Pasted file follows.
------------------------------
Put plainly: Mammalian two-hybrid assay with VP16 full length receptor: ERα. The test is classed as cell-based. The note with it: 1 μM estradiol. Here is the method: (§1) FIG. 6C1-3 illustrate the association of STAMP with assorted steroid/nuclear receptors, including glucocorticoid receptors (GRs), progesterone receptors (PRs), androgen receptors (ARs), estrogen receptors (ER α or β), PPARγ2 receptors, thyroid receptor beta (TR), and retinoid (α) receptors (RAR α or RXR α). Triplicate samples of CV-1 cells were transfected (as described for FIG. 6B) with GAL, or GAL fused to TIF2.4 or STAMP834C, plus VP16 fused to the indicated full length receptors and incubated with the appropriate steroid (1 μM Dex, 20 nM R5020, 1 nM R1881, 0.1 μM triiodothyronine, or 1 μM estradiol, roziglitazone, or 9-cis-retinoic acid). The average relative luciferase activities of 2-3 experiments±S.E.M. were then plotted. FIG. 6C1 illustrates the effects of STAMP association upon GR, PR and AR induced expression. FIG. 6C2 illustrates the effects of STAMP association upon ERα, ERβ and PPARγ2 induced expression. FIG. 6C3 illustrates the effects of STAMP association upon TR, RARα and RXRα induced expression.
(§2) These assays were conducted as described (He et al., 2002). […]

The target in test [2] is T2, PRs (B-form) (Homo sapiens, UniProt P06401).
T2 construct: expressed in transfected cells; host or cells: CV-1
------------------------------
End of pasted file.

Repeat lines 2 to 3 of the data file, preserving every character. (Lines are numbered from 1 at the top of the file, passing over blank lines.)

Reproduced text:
(§2) These assays were conducted as described (He et al., 2002). […]

The target in test [2] is T2, PRs (B-form) (Homo sapiens, UniProt P06401).